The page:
2. James: I may have implied that on this issue, there were some anabaptists tendencies, but I did not and would never call you an anabaptist.
    3. I appreciate what has been said re. sexual and drunkenness sins. I don’t think I’ve written anything that would imply otherwise.
    4. But I also know a bit about some of the young men that are following this and how important it is to be very, very consistent and careful on something like this.
    5. I’ve ran my earlier arguments by some mature men that probably wouldn’t want their name associated w/ them…I only say that so no one thinks I’m a loose cannon. I don’t know if they agree w/ my later arguments or not.

    I do not think it is fair to compare the NFL to Baal or the false gods in Acts…at least not unless one is prepared to go after the whole entertainment industry. Those gods were known as gods…they were worshipped explicitly and openly…that was their purpose. In our day the local mosque would be much closer to Baal than the NFL is. Baal was a god, no one pretended otherwise. The Greek gods were for want of a better word…gods. The NFL is a sports league, a part of the entertainment industry. In and of itself, the NFL is not a god.

    Calvin did rail against physical icons associated w/ the RC church…probably still similar things to rail against in RC churches today. But, I don’t think he considered all the entertainment options of his day (admittedly a smaller list then) say lawn bowling, darts, horse racing, foot racing, bow and arrow target shooting and then picked the most popular one to take on.

    Finally, I’m not sure who the moderator of this blog is, but if he thinks I’ve gone too far or has been unfair please say so…either in a private email or publicly.

    February 4, 2012
    • Jeff,

      Thanks for your comments. Three responses, and I really want to go for the heart here, because, as you say, people are watching.

      1) I’m not sure who the governing body is in determining whether something is called a “god” or not, but I would simply remind you that I took the terminology of the pagan “temple” from an NFL credentialed reporter – it’s at the beginning of the article. Other reporters use similar terms. The idea to use these terms for paganism was their idea, not mine. I just think the shoe fits.

      2) God speaks of people trusting in many things that are not formally labeled “god” by anyone. He describes them as the things they love (1 Timothy 6:10), or the things that they treasure (Luke 12:21), or the things in which they hope (Psalm 33:7), or the things in which they trust (Psalm 20:7). God rebukes the people for exalting and trusting in cities, houses, reputations, posterity, armies, and so on. I guess I’ve never seen a problem with labeling those things as false gods – idolatry is not merely a matter of whether the object of devotion is a gold, silver, or wood – or if it has been formally labeled a god by its maker. Thus, I don’t think it’s wrong to look at a trend in a culture and say that a certain thing has become a god in a culture. I certainly don’t believe that the NFL is inherently a god. But, I do believe that our culture has made it one. I don’t believe that money is a god, but our culture makes it one. As a culture, we exalt the NFL. An astonishing number of salvific qualities are attributed to it, with at least one seen in this article yesterday, for example. Just because something is a cultural god, doesn’t mean it is a god for everyone, but if something has become a cultural god, it means we certainly better be careful as we handle it.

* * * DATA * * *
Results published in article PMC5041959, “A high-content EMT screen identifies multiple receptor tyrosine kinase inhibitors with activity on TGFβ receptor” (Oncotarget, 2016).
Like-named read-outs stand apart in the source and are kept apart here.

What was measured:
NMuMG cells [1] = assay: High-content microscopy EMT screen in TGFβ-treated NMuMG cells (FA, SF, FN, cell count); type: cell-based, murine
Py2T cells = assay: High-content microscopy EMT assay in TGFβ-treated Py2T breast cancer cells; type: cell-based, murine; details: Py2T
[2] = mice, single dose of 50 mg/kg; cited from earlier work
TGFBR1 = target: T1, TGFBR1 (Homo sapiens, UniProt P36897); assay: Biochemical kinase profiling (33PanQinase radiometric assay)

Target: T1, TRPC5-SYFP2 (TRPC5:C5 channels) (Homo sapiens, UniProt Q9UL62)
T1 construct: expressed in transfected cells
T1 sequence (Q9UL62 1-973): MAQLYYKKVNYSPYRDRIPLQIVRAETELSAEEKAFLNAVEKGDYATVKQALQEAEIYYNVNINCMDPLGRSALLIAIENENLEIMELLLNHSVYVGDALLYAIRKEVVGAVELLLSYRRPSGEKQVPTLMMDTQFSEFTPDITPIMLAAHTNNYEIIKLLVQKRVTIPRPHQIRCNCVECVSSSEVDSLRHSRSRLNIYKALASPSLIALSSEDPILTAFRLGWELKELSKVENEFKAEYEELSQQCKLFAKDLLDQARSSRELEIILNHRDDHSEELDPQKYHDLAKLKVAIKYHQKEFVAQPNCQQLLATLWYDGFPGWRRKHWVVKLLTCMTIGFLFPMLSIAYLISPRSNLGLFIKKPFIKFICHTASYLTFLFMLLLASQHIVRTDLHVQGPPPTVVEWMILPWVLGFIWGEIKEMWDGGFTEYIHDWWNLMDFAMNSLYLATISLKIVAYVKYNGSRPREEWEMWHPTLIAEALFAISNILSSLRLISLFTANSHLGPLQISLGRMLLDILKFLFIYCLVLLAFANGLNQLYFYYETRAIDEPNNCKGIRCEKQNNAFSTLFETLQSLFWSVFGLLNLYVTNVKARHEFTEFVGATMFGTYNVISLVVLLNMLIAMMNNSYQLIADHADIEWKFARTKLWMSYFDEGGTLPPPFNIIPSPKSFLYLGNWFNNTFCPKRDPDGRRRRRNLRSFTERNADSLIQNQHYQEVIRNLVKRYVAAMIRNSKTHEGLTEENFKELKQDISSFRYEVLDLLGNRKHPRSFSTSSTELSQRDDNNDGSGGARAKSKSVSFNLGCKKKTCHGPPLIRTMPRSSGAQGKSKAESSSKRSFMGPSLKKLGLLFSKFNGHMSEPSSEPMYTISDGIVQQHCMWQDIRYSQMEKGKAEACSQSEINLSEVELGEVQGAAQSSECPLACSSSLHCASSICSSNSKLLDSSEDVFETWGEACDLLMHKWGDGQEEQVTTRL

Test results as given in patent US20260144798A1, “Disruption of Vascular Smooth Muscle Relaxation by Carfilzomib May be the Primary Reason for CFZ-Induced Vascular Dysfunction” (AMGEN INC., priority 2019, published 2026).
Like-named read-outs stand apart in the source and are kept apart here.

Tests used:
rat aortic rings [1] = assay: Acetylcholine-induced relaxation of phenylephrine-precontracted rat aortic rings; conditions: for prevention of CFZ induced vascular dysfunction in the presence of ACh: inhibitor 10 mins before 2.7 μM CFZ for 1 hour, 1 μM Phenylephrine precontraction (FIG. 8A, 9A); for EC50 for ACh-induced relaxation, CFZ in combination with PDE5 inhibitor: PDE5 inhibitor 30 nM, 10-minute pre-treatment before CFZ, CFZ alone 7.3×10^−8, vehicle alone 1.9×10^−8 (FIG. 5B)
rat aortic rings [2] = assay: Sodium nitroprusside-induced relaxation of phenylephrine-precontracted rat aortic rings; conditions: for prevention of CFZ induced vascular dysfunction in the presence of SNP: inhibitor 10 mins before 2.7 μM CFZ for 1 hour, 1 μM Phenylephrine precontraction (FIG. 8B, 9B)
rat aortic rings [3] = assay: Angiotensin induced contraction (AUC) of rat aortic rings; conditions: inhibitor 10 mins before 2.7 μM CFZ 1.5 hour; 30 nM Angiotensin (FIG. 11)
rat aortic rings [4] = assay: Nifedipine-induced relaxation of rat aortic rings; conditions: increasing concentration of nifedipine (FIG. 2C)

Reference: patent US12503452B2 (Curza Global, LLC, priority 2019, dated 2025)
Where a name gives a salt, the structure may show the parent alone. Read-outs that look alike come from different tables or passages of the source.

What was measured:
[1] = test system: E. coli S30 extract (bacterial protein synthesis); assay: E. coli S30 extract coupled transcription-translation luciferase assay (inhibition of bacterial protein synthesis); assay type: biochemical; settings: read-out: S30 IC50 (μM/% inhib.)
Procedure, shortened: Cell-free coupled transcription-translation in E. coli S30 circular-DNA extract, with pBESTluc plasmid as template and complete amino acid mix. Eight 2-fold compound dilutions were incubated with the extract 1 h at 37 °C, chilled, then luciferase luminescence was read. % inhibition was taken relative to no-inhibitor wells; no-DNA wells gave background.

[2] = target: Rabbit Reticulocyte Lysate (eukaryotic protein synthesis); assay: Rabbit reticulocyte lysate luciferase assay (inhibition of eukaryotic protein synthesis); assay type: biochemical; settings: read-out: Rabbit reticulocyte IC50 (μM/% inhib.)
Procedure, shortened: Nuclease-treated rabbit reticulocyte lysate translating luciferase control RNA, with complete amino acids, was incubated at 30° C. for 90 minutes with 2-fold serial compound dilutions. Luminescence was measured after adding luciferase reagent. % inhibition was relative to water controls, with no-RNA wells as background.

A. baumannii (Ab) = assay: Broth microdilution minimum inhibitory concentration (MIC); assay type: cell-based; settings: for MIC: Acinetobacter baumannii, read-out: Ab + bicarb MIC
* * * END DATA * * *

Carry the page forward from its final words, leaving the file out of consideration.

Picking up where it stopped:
3) I watch Monday Night Football sometimes (I hope this is evidence that I don’t think the NFL is a god per se). I know how enticing it can be. I played fantasy football a few years ago. I loved it. I loved the competition, the trash-talking – everything. It requires a high level of devotion. Sitting in first place and at the top of the waivers list, I failed to pay close enough attention for a day or two mid-week when Priest Holmes went down. I missed the opportunity to pick up Larry Johnson, which cost me the title, probably. It still hurts. But I noticed my heart being weaned from God bit by bit. Though I didn’t watch the games, I found my mind drifting mid-worship service to who had how many yards. I didn’t even check the stats on the Lord’s Day…at first. Then I’d peek just before evening service. Didn’t help. Further, I watched friends in my league and others get totally wrapped up in it…their lives adrift from the one true God. At least one other friend pulled out because he recognized the temptation was more than he could handle. It consumes the mind not just on Sunday but other times too. I quit for many of the same reasons as my friend. Now, I see people glancing at smart phones for scores. People miss evening service because there’s a big game on – or they zip right out after church so as not to miss it. Once may not seem to be a big deal, but it all adds up…hearts are slowly drawn away from the living God to a worthless idol. We wonder where the men are in our churches, and I want to see them vibrant in Jesus. I do not know of a single man who has ever described for me how the NFL has made him a better man, how it has en-flamed his heart for Jesus, for his wife, for his family, and for his community. Where our treasure is, there our heart is also. Where we put our time and our money – that’s what we love. God calls us to set aside one day in seven, the Lord’s Day, for this purpose. He does it because he knows how he made us. He knows what draws us closer to him and to other saints. The NFL and other entertainment industries are not part of that plan. If we as a nation continue to give ourselves to these things, we will be impoverished one week at a time. What I long to see is people show up at worship to glorify Jesus and give themselves to him for the whole day! It is a day to be given to remembering the life, death, and resurrection of our Savior – and to remember the great day of the Lord to come. Were that to happen, I think our church culture would change, and ultimately, our national culture. Are there a lot of other forms of idolatry out there? Yeah. But to the men aged 15-30, I’d challenge you to just try it and see what would happen if for the next year you set aside the NFL on Sundays entirely, and give that time wholly to Christ. How much more Scripture could you read? How much more could you know about the depths of each others’ spiritual lives through deep discussion with each other? How much victory would you see over various sins in your life? How many people, souls like Rylie, could you disciple? How many more people could you tell about the salvation of our Lord? What ways could you serve and bless the disabled, the elderly, or the sick? What books could you read? What time in prayer could you spend? What would happen to the quality of your praise with additional practice? How could you lead the throng to the household of God? How much more would the kingdom of Christ be advanced? How would he be glorified?! And what would happen to the generation that follows you?